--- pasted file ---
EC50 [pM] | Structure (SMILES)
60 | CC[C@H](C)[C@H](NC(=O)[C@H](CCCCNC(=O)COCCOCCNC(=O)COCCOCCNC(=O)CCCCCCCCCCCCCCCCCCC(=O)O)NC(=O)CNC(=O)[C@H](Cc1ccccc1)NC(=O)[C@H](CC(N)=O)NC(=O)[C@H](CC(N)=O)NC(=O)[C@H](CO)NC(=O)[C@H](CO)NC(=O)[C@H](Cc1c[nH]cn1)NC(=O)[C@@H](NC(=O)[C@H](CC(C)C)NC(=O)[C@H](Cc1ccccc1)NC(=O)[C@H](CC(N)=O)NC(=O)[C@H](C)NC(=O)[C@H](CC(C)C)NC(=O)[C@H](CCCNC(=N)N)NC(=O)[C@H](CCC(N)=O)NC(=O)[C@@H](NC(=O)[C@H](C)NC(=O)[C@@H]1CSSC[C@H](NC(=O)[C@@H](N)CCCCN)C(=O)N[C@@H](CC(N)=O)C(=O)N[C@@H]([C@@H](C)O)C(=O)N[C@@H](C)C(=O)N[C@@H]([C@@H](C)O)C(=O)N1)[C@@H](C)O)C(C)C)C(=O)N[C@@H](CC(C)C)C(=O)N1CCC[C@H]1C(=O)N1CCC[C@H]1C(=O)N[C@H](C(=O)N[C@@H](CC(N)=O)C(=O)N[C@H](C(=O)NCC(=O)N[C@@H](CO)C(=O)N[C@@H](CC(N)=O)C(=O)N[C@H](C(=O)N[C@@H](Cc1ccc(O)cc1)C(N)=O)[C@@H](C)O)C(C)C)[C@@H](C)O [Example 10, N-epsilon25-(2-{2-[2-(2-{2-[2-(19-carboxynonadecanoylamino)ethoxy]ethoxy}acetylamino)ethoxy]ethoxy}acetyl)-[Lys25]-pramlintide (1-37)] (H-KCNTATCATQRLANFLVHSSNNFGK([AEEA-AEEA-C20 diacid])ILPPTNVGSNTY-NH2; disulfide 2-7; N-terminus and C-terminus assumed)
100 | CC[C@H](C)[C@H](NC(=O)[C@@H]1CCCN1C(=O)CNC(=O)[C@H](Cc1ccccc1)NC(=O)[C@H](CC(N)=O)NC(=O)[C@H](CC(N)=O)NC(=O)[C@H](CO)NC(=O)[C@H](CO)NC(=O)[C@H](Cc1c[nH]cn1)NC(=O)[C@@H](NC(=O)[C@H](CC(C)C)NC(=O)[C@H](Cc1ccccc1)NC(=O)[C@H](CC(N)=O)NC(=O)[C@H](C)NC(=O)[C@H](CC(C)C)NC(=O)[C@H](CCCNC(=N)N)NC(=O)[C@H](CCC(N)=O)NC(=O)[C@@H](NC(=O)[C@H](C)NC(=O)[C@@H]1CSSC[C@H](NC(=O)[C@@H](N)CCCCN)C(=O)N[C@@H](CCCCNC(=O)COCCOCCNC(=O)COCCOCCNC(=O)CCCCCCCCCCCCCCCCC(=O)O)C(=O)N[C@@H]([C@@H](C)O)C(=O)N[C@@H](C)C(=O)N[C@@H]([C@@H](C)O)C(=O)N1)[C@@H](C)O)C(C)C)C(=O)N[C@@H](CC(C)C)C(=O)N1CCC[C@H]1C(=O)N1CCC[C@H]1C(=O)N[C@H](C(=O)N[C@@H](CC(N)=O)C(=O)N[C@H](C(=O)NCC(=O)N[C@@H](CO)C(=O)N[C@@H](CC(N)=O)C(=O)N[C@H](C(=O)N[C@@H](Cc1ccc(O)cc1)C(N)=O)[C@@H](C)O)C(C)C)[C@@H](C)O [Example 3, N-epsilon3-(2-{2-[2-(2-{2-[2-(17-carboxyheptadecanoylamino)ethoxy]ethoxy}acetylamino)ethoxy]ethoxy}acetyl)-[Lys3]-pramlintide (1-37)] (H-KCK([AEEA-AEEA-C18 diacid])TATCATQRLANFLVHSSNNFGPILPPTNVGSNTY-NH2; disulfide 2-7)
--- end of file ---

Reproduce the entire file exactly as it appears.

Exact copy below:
EC50 [pM] | Structure (SMILES)
60 | CC[C@H](C)[C@H](NC(=O)[C@H](CCCCNC(=O)COCCOCCNC(=O)COCCOCCNC(=O)CCCCCCCCCCCCCCCCCCC(=O)O)NC(=O)CNC(=O)[C@H](Cc1ccccc1)NC(=O)[C@H](CC(N)=O)NC(=O)[C@H](CC(N)=O)NC(=O)[C@H](CO)NC(=O)[C@H](CO)NC(=O)[C@H](Cc1c[nH]cn1)NC(=O)[C@@H](NC(=O)[C@H](CC(C)C)NC(=O)[C@H](Cc1ccccc1)NC(=O)[C@H](CC(N)=O)NC(=O)[C@H](C)NC(=O)[C@H](CC(C)C)NC(=O)[C@H](CCCNC(=N)N)NC(=O)[C@H](CCC(N)=O)NC(=O)[C@@H](NC(=O)[C@H](C)NC(=O)[C@@H]1CSSC[C@H](NC(=O)[C@@H](N)CCCCN)C(=O)N[C@@H](CC(N)=O)C(=O)N[C@@H]([C@@H](C)O)C(=O)N[C@@H](C)C(=O)N[C@@H]([C@@H](C)O)C(=O)N1)[C@@H](C)O)C(C)C)C(=O)N[C@@H](CC(C)C)C(=O)N1CCC[C@H]1C(=O)N1CCC[C@H]1C(=O)N[C@H](C(=O)N[C@@H](CC(N)=O)C(=O)N[C@H](C(=O)NCC(=O)N[C@@H](CO)C(=O)N[C@@H](CC(N)=O)C(=O)N[C@H](C(=O)N[C@@H](Cc1ccc(O)cc1)C(N)=O)[C@@H](C)O)C(C)C)[C@@H](C)O [Example 10, N-epsilon25-(2-{2-[2-(2-{2-[2-(19-carboxynonadecanoylamino)ethoxy]ethoxy}acetylamino)ethoxy]ethoxy}acetyl)-[Lys25]-pramlintide (1-37)] (H-KCNTATCATQRLANFLVHSSNNFGK([AEEA-AEEA-C20 diacid])ILPPTNVGSNTY-NH2; disulfide 2-7; N-terminus and C-terminus assumed)
100 | CC[C@H](C)[C@H](NC(=O)[C@@H]1CCCN1C(=O)CNC(=O)[C@H](Cc1ccccc1)NC(=O)[C@H](CC(N)=O)NC(=O)[C@H](CC(N)=O)NC(=O)[C@H](CO)NC(=O)[C@H](CO)NC(=O)[C@H](Cc1c[nH]cn1)NC(=O)[C@@H](NC(=O)[C@H](CC(C)C)NC(=O)[C@H](Cc1ccccc1)NC(=O)[C@H](CC(N)=O)NC(=O)[C@H](C)NC(=O)[C@H](CC(C)C)NC(=O)[C@H](CCCNC(=N)N)NC(=O)[C@H](CCC(N)=O)NC(=O)[C@@H](NC(=O)[C@H](C)NC(=O)[C@@H]1CSSC[C@H](NC(=O)[C@@H](N)CCCCN)C(=O)N[C@@H](CCCCNC(=O)COCCOCCNC(=O)COCCOCCNC(=O)CCCCCCCCCCCCCCCCC(=O)O)C(=O)N[C@@H]([C@@H](C)O)C(=O)N[C@@H](C)C(=O)N[C@@H]([C@@H](C)O)C(=O)N1)[C@@H](C)O)C(C)C)C(=O)N[C@@H](CC(C)C)C(=O)N1CCC[C@H]1C(=O)N1CCC[C@H]1C(=O)N[C@H](C(=O)N[C@@H](CC(N)=O)C(=O)N[C@H](C(=O)NCC(=O)N[C@@H](CO)C(=O)N[C@@H](CC(N)=O)C(=O)N[C@H](C(=O)N[C@@H](Cc1ccc(O)cc1)C(N)=O)[C@@H](C)O)C(C)C)[C@@H](C)O [Example 3, N-epsilon3-(2-{2-[2-(2-{2-[2-(17-carboxyheptadecanoylamino)ethoxy]ethoxy}acetylamino)ethoxy]ethoxy}acetyl)-[Lys3]-pramlintide (1-37)] (H-KCK([AEEA-AEEA-C18 diacid])TATCATQRLANFLVHSSNNFGPILPPTNVGSNTY-NH2; disulfide 2-7)